How Do You Describe Your Work Style?

How Do You Describe Your Work Style

How do you describe your work style? It is one of the tougher job interview questions. Not many people stop to think about it while they are employed and your work style only comes up when there is conflict.

One of the best ways to describe your work style is to explain your work ethic and the value you will bring to the company.

To answer this question properly and explain your work ethic start by outlining your unique value proposition (UVP). Let others know what value you will be to the company and why it will be of benefit to them. To help you figure that out, we offer the following below.

Tools to help you describe your work style

How do you describe your work style? I strongly recommend the Gallup StrengthsFinder 2.0 assessment. StrengthsFinder reveals talent themes inherent to how you think, act and behave.

Whether you use the StrengthsFinder assessment results or spend time reflecting on the value you bring to an organization, the key is to focus on 3 to 5 attributes and associated examples of high performance.  

When you explain your work ethic be clear about the power and edge of your talent. Let them know the value you would bring to the prospective employer through past successes. Explain how it all applied to the challenges of the role for which you are interviewing.  

Give specific examples

You might say, “I am known for connecting the dots on projects, for bringing people and resources together, for thinking strategically when tackling an assignment and for building strong relationships that create a trusting environment encouraging the sharing of ideas.”

Follow up with how you would handle one of the major duties of the role for which you are interviewing.  Have the interviewer see you in the role through your example. You might say, “if offered the opportunity to join the company in the senior program manager role, I would [explain].”

An interview-winning answer to this question would also explain how you work with others. As you prepare to answer the question give thought to what others would say about working with you. Do you bring harmony to the team, offer innovative thoughts, enjoy digging deep into details and analysis, or see the opportunity in challenging situations through your contagious natural optimism?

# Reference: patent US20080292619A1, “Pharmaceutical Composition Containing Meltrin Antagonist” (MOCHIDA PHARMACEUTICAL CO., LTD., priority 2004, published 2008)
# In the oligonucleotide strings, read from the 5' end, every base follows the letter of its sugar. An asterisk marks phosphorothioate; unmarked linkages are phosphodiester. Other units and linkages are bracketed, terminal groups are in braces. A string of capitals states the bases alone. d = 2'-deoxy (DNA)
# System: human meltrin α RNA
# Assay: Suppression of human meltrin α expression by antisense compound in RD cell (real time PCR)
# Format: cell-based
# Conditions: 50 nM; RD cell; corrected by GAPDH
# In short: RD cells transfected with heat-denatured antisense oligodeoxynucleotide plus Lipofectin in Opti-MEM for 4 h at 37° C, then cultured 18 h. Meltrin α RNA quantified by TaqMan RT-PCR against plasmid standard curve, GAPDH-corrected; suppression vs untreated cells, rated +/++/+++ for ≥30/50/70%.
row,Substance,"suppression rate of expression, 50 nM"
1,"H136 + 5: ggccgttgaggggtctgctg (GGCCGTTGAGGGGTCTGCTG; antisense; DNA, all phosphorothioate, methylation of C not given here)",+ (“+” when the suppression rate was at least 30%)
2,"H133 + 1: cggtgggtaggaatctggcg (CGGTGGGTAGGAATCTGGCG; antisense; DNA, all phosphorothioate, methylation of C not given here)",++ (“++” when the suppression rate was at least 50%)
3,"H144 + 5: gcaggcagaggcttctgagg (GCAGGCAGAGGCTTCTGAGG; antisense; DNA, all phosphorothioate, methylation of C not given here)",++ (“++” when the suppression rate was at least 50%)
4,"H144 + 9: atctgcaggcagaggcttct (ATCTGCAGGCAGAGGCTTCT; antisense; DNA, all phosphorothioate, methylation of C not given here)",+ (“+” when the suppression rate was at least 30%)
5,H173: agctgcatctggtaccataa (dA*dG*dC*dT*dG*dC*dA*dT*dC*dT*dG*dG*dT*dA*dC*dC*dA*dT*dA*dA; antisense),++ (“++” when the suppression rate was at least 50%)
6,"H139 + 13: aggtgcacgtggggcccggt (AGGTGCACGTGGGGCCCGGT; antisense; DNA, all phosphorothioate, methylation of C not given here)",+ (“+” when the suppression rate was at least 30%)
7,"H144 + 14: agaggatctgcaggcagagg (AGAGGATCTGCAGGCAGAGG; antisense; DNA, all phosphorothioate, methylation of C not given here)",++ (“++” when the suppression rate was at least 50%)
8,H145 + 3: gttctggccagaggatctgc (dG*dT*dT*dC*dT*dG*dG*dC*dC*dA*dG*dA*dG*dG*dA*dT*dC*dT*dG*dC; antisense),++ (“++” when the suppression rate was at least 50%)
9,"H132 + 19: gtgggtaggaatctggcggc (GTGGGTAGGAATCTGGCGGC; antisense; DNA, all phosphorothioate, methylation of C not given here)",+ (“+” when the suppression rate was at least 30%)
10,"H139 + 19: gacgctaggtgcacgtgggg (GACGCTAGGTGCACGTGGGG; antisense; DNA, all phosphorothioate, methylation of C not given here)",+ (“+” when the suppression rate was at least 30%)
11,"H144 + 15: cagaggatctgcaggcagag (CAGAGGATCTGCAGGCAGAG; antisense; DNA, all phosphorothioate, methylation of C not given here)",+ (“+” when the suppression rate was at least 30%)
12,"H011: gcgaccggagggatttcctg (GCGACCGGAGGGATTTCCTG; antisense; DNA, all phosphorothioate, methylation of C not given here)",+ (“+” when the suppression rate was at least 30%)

Wrap up your answer in a good way

A good way to wrap up your answer would be to offer how all of what you said ties into the culture and values of the company. You’ve done your homework.

Let’s say:

  • “I have a good idea of the company culture from the company website, people I know who worked for the company, and from recruiter comments. I have a good idea that your customer focus drives the business.”  

Close the deal with:

  • “I am looking to join a company where hard work with a focus on creating the best customer experience through every transaction every day is valued and rewarded. I am looking for a role where I can make a difference in service delivered to the customer. That is what drives me to get up and go to work.”

The last part explains your work ethic. How you describe your work style should tell a company why and how you do the work you do.  

Be honest with yourself

Yes, you want a new job or you need a job, but you deserve a job with a company that fits with your motivation, ethics, and values, allowing for a work style that is true to yourself.

  • What Is Your Greatest Failure and What Did You Learn From It?

    What Is Your Greatest Failure and What Did You Learn From It?

    A common behavioral interview question that people struggle with answering is, What is your greatest failure? Some of the trickiest questions seem to be the ones that ask you to explain something negative about yourself. Similar questions that you might be asked include, What are your weaknesses or Tell me about a time you did something wrong.

    Find My Profession by The FMP Contributor
    Read On
  • What Overqualified for a Job Really Means

    What Overqualified for a Job Really Means

    “You are overqualified for this position”. And you wonder, “What does that really mean?” The more you think about being too good to do a job, the less it makes sense to you. If this has happened to you before, we explain what the hiring manager or employer was really trying to say by labeling you “overqualified” and how to avoid it.

    Find My Profession by The FMP Contributor
    Read On
  • How Leaders Effectively Lead by Example

    How Leaders Effectively Lead by Example

    The best leaders don’t just sit behind a desk telling people what to do, they lead by example. In turn, the team will come to their leader for advice, knowing that their leader has previously excelled at and has the qualities needed for success in the role. Read how you can take action to start leading by example.

    Steven Lowell by Steven Lowell
    Read On
See All Articles